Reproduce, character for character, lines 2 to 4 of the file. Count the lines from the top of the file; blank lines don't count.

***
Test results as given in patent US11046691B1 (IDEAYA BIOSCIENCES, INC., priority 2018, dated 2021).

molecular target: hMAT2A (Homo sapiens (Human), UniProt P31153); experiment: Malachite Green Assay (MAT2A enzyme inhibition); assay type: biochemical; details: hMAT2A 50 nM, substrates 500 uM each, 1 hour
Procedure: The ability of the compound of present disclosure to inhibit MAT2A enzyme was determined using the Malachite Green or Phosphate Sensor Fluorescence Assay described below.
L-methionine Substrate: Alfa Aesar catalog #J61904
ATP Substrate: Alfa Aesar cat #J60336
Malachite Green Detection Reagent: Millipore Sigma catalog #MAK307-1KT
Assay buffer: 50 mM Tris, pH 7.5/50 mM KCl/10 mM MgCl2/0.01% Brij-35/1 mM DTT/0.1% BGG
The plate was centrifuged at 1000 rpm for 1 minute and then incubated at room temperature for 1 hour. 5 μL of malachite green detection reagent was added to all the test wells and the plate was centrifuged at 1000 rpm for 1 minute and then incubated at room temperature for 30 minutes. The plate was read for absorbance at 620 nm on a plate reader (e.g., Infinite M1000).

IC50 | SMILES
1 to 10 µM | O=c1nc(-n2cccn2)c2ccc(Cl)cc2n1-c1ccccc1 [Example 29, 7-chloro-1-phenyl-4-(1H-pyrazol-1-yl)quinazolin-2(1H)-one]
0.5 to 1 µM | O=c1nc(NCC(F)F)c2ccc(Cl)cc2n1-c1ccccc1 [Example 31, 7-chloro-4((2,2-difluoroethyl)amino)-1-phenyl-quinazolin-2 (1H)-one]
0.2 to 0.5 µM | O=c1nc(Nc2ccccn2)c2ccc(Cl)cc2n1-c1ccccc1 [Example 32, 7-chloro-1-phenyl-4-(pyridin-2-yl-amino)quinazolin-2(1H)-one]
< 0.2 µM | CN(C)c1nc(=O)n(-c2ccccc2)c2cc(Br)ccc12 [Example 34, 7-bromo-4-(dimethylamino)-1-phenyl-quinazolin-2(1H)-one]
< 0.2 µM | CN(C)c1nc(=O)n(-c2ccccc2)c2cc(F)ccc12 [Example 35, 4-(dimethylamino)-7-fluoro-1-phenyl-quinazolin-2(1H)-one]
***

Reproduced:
molecular target: hMAT2A (Homo sapiens (Human), UniProt P31153); experiment: Malachite Green Assay (MAT2A enzyme inhibition); assay type: biochemical; details: hMAT2A 50 nM, substrates 500 uM each, 1 hour
Procedure: The ability of the compound of present disclosure to inhibit MAT2A enzyme was determined using the Malachite Green or Phosphate Sensor Fluorescence Assay described below.
L-methionine Substrate: Alfa Aesar catalog #J61904